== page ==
|The Frankfurt-Tipp rating:|
|Original title:||Transformers: The Last Knight|
|Production country:||USA 2017|
|Running time:||Approx. 150 min|
|Rated:||From 12 years|
After Lockdown's attack on Earth, humans have apparently had enough of the Autobots and Decepticons. A special task force has been formed whose mission is to find and destroy all Transformers on Earth. Cade Yeager (Mark Wahlberg) has sided with the Autobots and is an outlaw on the constant run from the government. When he once again tries to save an Autobot, the latter hands him an old medallion. And suddenly the events come to a head: Cade is whisked to England by the mysterious Lord Edmund Burton (Anthony Hokins), where he learns not only surprising things about the history of the Transformers, but also about his own destiny. But there isn't much time to process this. For Optimus Prime, while trying to save his home of Cybertron, has unleashed an evil force that could lead to the destruction of Earth. Along with Bumblebee, Lord Burton and young history professor Vivien Wembley (Laura Haddock), Cade must now try to find an ancient mystical power to save Earth.
Although largely panned by critics, Michael Bay's first four Transformers films managed to gross a total of over $3.7 billion at the worldwide box office. And so it was little surprise when Transformers: The Last Knight, part 5 of the franchise, was announced. And it's also little surprise that this fifth film once again offers exactly what made the first four films so successful for fans and so bad for critics. The story is completely overloaded, the characters are walking clichés and the dialogues are more than flat - even if Michael Bay once again seems to think that this is not noticeable when he mostly lets his actors shout them out loud. The humor is extremely infantile and will probably only really amuse very young fans.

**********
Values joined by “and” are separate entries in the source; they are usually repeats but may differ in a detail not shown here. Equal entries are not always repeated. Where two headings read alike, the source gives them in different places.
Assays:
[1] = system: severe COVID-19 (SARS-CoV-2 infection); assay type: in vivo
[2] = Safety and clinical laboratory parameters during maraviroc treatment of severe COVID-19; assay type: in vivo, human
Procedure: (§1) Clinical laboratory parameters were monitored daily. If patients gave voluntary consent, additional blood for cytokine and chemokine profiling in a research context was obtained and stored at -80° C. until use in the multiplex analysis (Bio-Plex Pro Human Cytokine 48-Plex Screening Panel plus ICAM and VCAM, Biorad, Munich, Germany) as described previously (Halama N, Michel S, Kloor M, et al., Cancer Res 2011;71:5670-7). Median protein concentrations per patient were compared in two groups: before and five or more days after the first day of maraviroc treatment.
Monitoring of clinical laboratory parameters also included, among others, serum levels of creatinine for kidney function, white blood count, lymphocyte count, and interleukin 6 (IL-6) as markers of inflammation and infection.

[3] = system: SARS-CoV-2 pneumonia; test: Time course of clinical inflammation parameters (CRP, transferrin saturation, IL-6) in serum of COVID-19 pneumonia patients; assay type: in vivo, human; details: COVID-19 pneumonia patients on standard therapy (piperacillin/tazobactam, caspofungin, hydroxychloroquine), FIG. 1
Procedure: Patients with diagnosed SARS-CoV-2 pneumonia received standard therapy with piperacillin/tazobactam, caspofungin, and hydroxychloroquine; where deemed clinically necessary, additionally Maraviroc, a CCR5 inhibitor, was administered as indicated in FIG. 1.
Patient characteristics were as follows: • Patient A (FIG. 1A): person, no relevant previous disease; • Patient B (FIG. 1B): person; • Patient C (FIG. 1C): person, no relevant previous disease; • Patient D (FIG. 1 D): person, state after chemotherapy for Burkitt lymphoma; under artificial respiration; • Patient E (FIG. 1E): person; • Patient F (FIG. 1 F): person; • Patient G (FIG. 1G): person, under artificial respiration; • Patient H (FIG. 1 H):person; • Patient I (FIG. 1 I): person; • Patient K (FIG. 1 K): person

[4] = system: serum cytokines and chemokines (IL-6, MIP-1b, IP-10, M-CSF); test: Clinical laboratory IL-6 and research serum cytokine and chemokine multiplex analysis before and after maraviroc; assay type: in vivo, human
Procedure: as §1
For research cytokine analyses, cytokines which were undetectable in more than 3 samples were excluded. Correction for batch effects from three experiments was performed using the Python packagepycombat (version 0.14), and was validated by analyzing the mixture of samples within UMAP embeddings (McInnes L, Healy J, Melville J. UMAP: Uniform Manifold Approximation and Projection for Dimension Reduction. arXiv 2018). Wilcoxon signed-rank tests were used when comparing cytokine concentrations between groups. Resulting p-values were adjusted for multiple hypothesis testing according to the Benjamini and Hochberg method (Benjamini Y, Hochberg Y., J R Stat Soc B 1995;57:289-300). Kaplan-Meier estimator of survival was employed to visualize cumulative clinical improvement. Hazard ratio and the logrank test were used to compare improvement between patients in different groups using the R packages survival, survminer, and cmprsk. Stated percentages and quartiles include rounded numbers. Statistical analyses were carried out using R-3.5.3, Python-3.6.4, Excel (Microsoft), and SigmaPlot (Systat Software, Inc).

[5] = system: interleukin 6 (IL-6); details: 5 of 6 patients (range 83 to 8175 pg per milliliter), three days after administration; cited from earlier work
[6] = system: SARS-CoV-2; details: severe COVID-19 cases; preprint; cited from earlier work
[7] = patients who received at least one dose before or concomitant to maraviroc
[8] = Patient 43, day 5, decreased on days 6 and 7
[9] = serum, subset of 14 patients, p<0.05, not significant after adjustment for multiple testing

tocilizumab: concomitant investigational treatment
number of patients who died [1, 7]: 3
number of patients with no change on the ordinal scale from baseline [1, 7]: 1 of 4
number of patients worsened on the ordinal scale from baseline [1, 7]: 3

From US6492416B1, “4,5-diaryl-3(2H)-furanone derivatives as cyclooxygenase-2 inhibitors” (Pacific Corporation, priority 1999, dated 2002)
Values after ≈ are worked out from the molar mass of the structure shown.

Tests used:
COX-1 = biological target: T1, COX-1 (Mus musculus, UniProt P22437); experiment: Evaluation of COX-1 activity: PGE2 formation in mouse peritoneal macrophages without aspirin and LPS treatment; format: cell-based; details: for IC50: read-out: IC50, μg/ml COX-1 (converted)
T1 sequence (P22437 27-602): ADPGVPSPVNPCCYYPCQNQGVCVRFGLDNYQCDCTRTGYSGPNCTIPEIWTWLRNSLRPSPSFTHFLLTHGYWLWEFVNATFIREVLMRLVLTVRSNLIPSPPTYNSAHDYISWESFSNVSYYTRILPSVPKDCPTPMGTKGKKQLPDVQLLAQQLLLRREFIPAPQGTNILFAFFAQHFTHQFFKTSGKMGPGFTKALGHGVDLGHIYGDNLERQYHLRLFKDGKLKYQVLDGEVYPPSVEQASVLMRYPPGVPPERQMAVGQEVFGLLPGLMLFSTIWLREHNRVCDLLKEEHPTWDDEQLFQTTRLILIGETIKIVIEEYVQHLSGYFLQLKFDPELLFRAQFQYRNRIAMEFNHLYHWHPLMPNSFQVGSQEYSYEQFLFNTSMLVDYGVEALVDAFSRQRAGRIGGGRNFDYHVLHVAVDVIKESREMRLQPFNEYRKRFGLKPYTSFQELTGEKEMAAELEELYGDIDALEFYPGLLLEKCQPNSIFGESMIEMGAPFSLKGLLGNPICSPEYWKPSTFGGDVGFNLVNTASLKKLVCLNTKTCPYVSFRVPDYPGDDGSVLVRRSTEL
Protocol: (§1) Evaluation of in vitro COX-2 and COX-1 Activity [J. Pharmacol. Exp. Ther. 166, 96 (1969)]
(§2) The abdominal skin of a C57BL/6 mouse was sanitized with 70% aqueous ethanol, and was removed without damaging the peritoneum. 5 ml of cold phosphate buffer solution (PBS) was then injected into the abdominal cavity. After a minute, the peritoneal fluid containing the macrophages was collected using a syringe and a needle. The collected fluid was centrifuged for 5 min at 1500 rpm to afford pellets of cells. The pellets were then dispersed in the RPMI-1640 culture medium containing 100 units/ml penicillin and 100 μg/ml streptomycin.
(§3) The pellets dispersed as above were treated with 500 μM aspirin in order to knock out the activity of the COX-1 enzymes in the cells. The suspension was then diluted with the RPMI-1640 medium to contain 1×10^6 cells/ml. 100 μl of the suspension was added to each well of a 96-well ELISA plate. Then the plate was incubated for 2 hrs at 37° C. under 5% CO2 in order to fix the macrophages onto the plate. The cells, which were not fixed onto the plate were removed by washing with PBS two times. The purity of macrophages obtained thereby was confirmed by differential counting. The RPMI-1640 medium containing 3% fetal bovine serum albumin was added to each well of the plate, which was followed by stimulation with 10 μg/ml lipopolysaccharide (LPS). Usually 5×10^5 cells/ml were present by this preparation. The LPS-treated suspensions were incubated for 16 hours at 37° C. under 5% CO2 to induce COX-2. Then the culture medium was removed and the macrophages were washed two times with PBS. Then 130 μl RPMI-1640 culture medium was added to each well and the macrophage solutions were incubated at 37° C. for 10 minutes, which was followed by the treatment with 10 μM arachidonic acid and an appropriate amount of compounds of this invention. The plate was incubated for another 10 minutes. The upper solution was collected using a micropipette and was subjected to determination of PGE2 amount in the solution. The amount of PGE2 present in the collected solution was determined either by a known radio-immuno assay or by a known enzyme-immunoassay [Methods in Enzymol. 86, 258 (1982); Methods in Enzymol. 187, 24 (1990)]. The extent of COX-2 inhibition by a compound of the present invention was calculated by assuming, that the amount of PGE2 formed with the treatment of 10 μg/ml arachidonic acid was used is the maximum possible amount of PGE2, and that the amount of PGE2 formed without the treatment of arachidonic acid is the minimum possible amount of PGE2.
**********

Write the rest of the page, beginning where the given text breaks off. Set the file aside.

However, there are of course positives here as well. The effects are simply terrific, even if they don't come off particularly well in the frantically edited action sequences. Anthony Hopkins, who is actually only there to tell Mark Wahlberg alias Cade the story of the Transformers on Earth, actually manages to make even some very weak scenes absolutely worth watching. So at the very latest, when Cade gets to England, the film takes on a pleasingly high entertainment value. Of course, there are again many moments that can't exactly be called great cinema. Still, the whole thing here is a lot of fun and actually makes you forget some of the film's many weaknesses. And somehow it's also funny that Michael Bay manages to get a little bit of action out of even a dignified sport like polo.
In the last twenty minutes Bay really lets it rip. It's just a shame that before that, you have to endure some really bad clichés, lame gags and muddled plot elements for far too long. Transformers: The Last Knight is not the worst part of the series. But once again, Bay fails to adequately exploit the potential of this franchise. With this supposedly being his last Transformers film as director, we can't wait to see if a little fresh blood in the director's chair will do the series some good - or if Bay will also impose his own unique style as a producer, which works financially, but unfortunately not artistically. And so the bottom line for Transformers: The Last Knight is: absolutely worth seeing for fans. Who, on the other hand, could do little with the series so far, will not change his mind after this machination - on the contrary!
An article by Frankfurt-Tipp